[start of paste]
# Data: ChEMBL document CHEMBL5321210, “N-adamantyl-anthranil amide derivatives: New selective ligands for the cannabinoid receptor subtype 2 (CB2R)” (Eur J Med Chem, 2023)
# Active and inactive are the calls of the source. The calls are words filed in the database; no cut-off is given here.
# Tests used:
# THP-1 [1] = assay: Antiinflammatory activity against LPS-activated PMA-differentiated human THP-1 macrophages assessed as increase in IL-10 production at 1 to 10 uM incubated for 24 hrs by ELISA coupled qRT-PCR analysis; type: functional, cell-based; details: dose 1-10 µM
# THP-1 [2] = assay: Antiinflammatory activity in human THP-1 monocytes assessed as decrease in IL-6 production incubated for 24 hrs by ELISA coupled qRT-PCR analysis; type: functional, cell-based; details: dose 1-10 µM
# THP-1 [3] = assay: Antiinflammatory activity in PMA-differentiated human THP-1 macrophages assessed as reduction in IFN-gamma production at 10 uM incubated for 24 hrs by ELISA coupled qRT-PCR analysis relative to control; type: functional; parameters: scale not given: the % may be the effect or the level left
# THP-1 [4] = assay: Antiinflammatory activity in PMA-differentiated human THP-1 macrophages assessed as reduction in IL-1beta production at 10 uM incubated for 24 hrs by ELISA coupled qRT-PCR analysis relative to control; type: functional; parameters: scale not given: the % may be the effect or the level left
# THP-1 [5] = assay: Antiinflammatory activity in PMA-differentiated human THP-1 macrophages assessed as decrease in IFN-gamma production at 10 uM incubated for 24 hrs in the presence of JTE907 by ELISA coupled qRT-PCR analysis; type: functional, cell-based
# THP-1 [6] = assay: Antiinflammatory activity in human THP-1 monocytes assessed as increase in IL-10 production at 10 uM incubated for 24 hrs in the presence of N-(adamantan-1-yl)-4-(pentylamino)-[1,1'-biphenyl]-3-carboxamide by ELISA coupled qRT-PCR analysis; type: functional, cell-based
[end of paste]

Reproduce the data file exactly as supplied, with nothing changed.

# Data: ChEMBL document CHEMBL5321210, “N-adamantyl-anthranil amide derivatives: New selective ligands for the cannabinoid receptor subtype 2 (CB2R)” (Eur J Med Chem, 2023)
# Active and inactive are the calls of the source. The calls are words filed in the database; no cut-off is given here.
# Tests used:
# THP-1 [1] = assay: Antiinflammatory activity against LPS-activated PMA-differentiated human THP-1 macrophages assessed as increase in IL-10 production at 1 to 10 uM incubated for 24 hrs by ELISA coupled qRT-PCR analysis; type: functional, cell-based; details: dose 1-10 µM
# THP-1 [2] = assay: Antiinflammatory activity in human THP-1 monocytes assessed as decrease in IL-6 production incubated for 24 hrs by ELISA coupled qRT-PCR analysis; type: functional, cell-based; details: dose 1-10 µM
# THP-1 [3] = assay: Antiinflammatory activity in PMA-differentiated human THP-1 macrophages assessed as reduction in IFN-gamma production at 10 uM incubated for 24 hrs by ELISA coupled qRT-PCR analysis relative to control; type: functional; parameters: scale not given: the % may be the effect or the level left
# THP-1 [4] = assay: Antiinflammatory activity in PMA-differentiated human THP-1 macrophages assessed as reduction in IL-1beta production at 10 uM incubated for 24 hrs by ELISA coupled qRT-PCR analysis relative to control; type: functional; parameters: scale not given: the % may be the effect or the level left
# THP-1 [5] = assay: Antiinflammatory activity in PMA-differentiated human THP-1 macrophages assessed as decrease in IFN-gamma production at 10 uM incubated for 24 hrs in the presence of JTE907 by ELISA coupled qRT-PCR analysis; type: functional, cell-based
# THP-1 [6] = assay: Antiinflammatory activity in human THP-1 monocytes assessed as increase in IL-10 production at 10 uM incubated for 24 hrs in the presence of N-(adamantan-1-yl)-4-(pentylamino)-[1,1'-biphenyl]-3-carboxamide by ELISA coupled qRT-PCR analysis; type: functional, cell-based